Incident investigation report findings and recommendations must be implemented and
documented promptly. A system should be in place to ensure follow-up, closure, and
documentation of open recommendations from an incident investigation.
Incident investigation reports must be reviewed with all affected personnel, whose jobs relate to
the incident findings, including subcontractor employees, where applicable. Consideration
should be given to sharing lessons learned with similar DOE facilities through the
Accident/Incident Reporting System or the Occurrence Reporting and Processing System.
Incident investigation reports must be retained for at least 5 years. The purpose of maintaining
the reports is to detect incident patterns.
87. How severe must an incident be before it is investigated? What does or could reasonably
have resulted in mean? Does the same investigation technique have to be applied to all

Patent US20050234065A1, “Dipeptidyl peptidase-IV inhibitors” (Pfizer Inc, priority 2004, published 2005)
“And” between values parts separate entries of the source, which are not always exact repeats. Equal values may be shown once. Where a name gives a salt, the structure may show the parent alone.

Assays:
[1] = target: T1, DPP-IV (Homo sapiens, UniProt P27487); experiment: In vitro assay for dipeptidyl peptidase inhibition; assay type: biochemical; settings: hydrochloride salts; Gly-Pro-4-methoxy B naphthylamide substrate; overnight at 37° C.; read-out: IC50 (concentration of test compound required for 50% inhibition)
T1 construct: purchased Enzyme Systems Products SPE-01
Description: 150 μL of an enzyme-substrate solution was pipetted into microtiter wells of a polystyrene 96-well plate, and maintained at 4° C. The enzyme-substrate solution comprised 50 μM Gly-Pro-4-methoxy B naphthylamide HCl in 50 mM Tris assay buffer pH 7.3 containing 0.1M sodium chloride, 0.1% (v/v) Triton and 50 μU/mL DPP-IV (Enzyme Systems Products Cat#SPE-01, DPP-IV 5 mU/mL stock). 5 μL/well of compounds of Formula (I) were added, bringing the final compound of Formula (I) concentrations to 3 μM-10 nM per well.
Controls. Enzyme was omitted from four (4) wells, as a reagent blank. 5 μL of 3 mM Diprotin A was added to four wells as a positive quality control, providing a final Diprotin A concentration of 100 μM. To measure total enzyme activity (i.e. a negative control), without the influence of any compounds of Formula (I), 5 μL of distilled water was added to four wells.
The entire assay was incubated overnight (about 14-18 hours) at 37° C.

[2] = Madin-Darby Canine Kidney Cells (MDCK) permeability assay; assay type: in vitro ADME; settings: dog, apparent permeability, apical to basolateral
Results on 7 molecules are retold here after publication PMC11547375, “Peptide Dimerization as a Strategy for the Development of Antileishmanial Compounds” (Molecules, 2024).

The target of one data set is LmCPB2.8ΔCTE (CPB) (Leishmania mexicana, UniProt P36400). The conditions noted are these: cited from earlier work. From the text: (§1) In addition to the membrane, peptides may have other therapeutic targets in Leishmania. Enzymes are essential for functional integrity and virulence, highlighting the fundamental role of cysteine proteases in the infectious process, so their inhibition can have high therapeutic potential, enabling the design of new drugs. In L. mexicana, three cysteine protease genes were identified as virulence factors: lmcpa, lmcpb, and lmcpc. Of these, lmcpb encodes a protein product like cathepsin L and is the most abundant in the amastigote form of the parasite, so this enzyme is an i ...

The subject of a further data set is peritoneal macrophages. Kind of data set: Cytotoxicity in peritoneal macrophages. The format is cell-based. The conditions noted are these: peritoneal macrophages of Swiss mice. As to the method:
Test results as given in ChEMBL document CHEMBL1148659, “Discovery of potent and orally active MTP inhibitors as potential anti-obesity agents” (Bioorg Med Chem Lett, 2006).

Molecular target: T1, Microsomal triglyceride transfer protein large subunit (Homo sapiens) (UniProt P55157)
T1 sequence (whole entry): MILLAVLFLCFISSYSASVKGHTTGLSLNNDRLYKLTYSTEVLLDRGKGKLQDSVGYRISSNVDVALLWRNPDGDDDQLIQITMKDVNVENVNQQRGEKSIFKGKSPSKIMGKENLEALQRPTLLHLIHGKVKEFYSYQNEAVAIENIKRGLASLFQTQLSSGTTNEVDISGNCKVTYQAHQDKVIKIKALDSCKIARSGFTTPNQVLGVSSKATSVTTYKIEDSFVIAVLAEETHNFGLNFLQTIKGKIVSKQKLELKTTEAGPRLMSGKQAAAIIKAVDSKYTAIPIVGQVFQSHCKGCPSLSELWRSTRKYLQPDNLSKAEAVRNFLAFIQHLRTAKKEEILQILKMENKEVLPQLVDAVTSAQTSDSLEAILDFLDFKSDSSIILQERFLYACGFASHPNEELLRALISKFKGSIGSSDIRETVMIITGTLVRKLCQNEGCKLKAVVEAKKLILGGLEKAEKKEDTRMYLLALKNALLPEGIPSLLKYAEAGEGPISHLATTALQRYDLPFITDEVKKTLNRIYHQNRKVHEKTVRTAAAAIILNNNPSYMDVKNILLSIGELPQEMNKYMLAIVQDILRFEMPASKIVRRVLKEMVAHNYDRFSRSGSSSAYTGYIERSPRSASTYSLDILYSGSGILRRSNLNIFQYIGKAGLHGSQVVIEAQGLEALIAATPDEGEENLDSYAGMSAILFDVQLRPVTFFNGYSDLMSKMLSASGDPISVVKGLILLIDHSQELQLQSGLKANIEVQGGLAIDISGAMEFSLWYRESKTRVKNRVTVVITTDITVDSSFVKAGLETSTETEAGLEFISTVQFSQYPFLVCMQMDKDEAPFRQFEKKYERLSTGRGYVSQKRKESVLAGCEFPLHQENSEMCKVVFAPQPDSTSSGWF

incidents covered under this element?
DOE contractors must investigate each incident that resulted in or could reasonably have
resulted in a catastrophic release which the PSM Rule defines as "a major, uncontrolled
emission, fire, or explosion, involving one or more HHCs, that presents a serious danger to
employees in the workplace." The PSM Rule provides no further guidance on what or could
reasonably have resulted in means. Existing criteria which mandate the investigation of
occurrences and accidents and incidents provide the basic guidance within DOE. However,
contractors should include relevant process incidents historically referred to as near-misses.
88. If we cannot gain access to the area where an accident occurred within 48 hours due to
the hazards the area may pose to members of the investigation team, are we in violation of
the requirement to begin the investigation within this time period?
Assembling an accident investigation team and preparing to conduct an onsite inspection is
considered the beginning of the investigation. Contractors are not relieved of time requirements
for occurrence reporting.